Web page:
Weekly CBC monitoring is reasonable when starting a new therapy, especially in light of the patient’s hemoglobin levels and the development of thrombocytopenia within the first month of treatment.
Anemia is an expected dose-dependent side effect of ruxolitinib, and Mr M required blood transfusions twice monthly during the first 2 months of therapy. An important note is that the development of anemia does not limit the efficacy of ruxolitinib, and patients still feel better despite developing a transient, therapy-related anemia. Improvement often occurs after an initial decline in hemoglobin levels, and patients may no longer need transfusions.5 Once a patient is stable, reducing follow-up to once monthly and then every 3 months is generally acceptable.
Mr M continues to have symptomatic improvement and stable laboratory values with infrequent packed red blood cell transfusions. His spleen has decreased in size considerably. He continues to follow-up with pulmonology at this time; however, no interventions have been initiated for the previously diagnosed pulmonary hypertension. We will continue a team approach to managing Mr M’s treatment.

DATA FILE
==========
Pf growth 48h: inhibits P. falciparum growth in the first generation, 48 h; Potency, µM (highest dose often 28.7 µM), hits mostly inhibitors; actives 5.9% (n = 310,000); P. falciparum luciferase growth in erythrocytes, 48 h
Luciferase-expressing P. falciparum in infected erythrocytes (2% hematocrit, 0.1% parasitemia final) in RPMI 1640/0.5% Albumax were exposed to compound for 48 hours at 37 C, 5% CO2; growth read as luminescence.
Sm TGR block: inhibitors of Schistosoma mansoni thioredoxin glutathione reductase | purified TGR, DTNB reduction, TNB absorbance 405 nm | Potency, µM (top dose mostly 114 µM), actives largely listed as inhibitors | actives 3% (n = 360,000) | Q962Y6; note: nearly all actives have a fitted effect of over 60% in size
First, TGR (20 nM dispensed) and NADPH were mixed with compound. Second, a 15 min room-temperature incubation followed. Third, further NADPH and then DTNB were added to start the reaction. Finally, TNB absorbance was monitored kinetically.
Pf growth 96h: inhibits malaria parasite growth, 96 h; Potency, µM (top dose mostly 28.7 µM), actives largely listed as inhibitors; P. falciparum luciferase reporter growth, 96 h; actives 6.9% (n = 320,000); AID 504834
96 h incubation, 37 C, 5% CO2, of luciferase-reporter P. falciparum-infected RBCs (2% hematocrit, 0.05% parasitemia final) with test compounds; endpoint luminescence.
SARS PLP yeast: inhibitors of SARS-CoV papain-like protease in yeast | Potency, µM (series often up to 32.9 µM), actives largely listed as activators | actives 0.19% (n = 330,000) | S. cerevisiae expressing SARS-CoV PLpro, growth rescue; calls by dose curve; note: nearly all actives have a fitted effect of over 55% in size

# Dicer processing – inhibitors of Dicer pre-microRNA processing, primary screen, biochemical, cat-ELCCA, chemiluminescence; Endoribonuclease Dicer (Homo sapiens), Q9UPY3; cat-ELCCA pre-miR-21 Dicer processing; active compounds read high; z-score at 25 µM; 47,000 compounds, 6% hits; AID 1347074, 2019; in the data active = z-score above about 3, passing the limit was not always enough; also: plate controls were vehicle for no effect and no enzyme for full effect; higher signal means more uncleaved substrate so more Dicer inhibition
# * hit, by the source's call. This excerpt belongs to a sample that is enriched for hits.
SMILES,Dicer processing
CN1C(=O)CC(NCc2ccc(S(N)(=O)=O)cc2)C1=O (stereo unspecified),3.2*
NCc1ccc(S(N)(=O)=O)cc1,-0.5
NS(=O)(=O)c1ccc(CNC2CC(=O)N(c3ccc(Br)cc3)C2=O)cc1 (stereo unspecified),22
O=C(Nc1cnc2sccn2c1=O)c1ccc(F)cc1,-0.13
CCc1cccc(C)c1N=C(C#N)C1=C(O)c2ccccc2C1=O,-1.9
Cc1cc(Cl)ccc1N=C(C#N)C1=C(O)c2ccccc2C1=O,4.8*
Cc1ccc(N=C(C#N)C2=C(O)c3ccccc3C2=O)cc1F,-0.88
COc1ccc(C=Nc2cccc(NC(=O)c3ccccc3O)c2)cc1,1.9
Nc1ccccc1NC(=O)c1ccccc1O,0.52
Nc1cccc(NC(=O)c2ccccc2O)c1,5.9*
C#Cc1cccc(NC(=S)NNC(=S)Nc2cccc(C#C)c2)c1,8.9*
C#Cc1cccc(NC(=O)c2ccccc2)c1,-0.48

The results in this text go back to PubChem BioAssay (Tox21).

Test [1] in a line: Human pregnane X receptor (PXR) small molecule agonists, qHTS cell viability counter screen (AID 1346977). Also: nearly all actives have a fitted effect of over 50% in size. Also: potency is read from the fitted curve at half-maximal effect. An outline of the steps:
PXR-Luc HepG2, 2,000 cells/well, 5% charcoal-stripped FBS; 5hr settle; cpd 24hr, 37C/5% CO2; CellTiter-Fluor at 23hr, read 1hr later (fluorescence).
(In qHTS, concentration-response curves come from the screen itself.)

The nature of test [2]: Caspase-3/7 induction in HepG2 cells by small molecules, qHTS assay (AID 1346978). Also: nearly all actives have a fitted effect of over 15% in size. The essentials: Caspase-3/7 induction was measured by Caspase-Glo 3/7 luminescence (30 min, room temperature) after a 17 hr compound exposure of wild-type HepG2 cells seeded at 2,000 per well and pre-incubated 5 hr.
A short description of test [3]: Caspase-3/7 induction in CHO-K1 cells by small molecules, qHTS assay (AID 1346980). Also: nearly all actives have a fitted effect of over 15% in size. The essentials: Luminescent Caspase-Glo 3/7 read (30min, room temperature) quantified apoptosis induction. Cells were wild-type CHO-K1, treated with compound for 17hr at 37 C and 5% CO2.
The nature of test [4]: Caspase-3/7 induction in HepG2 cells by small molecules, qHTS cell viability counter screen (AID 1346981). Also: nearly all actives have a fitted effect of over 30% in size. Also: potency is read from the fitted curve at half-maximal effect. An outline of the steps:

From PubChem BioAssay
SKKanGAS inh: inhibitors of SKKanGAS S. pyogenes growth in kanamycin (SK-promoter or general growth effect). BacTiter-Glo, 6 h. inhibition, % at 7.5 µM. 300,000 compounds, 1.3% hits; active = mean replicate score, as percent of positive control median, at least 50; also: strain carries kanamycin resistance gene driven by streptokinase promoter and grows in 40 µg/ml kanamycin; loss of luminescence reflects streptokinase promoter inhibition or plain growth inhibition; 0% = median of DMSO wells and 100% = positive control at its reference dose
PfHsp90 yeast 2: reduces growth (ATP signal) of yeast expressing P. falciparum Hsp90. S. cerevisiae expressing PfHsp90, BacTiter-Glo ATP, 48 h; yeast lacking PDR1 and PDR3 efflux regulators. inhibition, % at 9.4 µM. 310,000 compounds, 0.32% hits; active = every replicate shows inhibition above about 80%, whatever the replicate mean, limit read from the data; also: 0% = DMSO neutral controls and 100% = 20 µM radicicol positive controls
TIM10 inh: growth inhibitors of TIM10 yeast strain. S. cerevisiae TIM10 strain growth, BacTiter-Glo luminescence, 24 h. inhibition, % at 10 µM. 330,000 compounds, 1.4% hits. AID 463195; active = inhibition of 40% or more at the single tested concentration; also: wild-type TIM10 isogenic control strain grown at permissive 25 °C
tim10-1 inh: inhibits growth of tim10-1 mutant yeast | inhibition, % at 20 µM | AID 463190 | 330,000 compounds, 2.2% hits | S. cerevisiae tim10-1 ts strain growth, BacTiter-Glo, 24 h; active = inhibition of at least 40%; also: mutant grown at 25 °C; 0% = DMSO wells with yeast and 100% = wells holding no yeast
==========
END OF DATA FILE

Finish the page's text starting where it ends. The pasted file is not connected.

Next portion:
1. Arber DA, Orazi A, Hasserjian R, et al. The 2016 revision to the Whole Health Organization classification of myeloid neoplasms and acute leukemia. Blood. 2016;127(20):2391-2405.
2. Rumi E, Cazzola M, Diagnosis, risk stratification, and response evaluation in classical myeloproliferative neoplasms. Blood. 2017;129(6):680-692.
3. Verstovsek S, Mesa RA, Gotlib J, et al. A double-blind, placebo-controlled trial of ruxolitinib for myelofibrosis. N Engl J Med. 2012;366(9):799-807.
4. Jakafi® [package insert]. Wilmington, DE: Incyte Corporation; 2016.
5. Verstovsek S, Mesa RA, Gotlib RS, et al; COMFORT-I investigators. Results of COMFORT-I, a randomized double-blind phase III trial of JAK 1/2 inhibitor INCB18424 (424) versus placebo (PB) for patients with myelofibrosis (MF). J Clin Oncol.2011;29(suppl):Abstr 6500.